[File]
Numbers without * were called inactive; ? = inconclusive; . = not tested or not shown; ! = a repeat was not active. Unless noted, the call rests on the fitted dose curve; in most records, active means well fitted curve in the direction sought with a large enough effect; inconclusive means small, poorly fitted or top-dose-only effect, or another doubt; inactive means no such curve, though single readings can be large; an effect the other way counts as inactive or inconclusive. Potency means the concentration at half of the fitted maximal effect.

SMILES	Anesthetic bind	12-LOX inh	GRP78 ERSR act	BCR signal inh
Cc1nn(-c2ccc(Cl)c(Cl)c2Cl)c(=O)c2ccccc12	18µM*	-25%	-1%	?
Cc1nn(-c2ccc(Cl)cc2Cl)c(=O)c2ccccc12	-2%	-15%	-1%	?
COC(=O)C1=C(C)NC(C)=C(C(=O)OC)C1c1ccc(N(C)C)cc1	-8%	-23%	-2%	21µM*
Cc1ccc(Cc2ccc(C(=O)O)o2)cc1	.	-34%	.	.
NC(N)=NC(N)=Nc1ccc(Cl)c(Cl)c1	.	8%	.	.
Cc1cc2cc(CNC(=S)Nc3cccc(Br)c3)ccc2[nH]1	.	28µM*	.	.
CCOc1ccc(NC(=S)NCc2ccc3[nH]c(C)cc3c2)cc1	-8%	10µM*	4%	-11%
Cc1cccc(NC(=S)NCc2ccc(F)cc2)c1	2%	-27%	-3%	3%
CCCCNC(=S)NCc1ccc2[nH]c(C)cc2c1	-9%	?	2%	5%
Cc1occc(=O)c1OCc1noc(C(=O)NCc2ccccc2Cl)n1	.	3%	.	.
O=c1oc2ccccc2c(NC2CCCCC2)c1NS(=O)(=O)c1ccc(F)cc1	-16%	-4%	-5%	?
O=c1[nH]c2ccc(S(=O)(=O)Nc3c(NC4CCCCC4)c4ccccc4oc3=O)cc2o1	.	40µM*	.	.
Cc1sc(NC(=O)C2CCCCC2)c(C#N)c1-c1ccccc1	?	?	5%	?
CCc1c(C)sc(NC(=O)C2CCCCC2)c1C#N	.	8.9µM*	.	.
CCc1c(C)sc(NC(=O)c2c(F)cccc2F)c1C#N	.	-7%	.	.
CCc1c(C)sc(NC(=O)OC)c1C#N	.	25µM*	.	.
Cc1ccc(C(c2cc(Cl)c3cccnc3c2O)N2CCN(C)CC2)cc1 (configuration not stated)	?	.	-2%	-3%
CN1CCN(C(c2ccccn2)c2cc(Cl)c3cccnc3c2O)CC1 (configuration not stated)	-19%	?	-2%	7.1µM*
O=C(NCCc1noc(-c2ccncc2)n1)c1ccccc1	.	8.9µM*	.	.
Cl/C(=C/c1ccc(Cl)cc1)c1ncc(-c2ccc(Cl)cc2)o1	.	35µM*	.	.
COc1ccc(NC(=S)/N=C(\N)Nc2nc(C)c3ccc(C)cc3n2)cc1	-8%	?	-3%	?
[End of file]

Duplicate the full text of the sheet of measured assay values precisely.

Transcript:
Numbers without * were called inactive; ? = inconclusive; . = not tested or not shown; ! = a repeat was not active. Unless noted, the call rests on the fitted dose curve; in most records, active means well fitted curve in the direction sought with a large enough effect; inconclusive means small, poorly fitted or top-dose-only effect, or another doubt; inactive means no such curve, though single readings can be large; an effect the other way counts as inactive or inconclusive. Potency means the concentration at half of the fitted maximal effect.

SMILES	Anesthetic bind	12-LOX inh	GRP78 ERSR act	BCR signal inh
Cc1nn(-c2ccc(Cl)c(Cl)c2Cl)c(=O)c2ccccc12	18µM*	-25%	-1%	?
Cc1nn(-c2ccc(Cl)cc2Cl)c(=O)c2ccccc12	-2%	-15%	-1%	?
COC(=O)C1=C(C)NC(C)=C(C(=O)OC)C1c1ccc(N(C)C)cc1	-8%	-23%	-2%	21µM*
Cc1ccc(Cc2ccc(C(=O)O)o2)cc1	.	-34%	.	.
NC(N)=NC(N)=Nc1ccc(Cl)c(Cl)c1	.	8%	.	.
Cc1cc2cc(CNC(=S)Nc3cccc(Br)c3)ccc2[nH]1	.	28µM*	.	.
CCOc1ccc(NC(=S)NCc2ccc3[nH]c(C)cc3c2)cc1	-8%	10µM*	4%	-11%
Cc1cccc(NC(=S)NCc2ccc(F)cc2)c1	2%	-27%	-3%	3%
CCCCNC(=S)NCc1ccc2[nH]c(C)cc2c1	-9%	?	2%	5%
Cc1occc(=O)c1OCc1noc(C(=O)NCc2ccccc2Cl)n1	.	3%	.	.
O=c1oc2ccccc2c(NC2CCCCC2)c1NS(=O)(=O)c1ccc(F)cc1	-16%	-4%	-5%	?
O=c1[nH]c2ccc(S(=O)(=O)Nc3c(NC4CCCCC4)c4ccccc4oc3=O)cc2o1	.	40µM*	.	.
Cc1sc(NC(=O)C2CCCCC2)c(C#N)c1-c1ccccc1	?	?	5%	?
CCc1c(C)sc(NC(=O)C2CCCCC2)c1C#N	.	8.9µM*	.	.
CCc1c(C)sc(NC(=O)c2c(F)cccc2F)c1C#N	.	-7%	.	.
CCc1c(C)sc(NC(=O)OC)c1C#N	.	25µM*	.	.
Cc1ccc(C(c2cc(Cl)c3cccnc3c2O)N2CCN(C)CC2)cc1 (configuration not stated)	?	.	-2%	-3%
CN1CCN(C(c2ccccn2)c2cc(Cl)c3cccnc3c2O)CC1 (configuration not stated)	-19%	?	-2%	7.1µM*
O=C(NCCc1noc(-c2ccncc2)n1)c1ccccc1	.	8.9µM*	.	.
Cl/C(=C/c1ccc(Cl)cc1)c1ncc(-c2ccc(Cl)cc2)o1	.	35µM*	.	.
COc1ccc(NC(=S)/N=C(\N)Nc2nc(C)c3ccc(C)cc3n2)cc1	-8%	?	-3%	?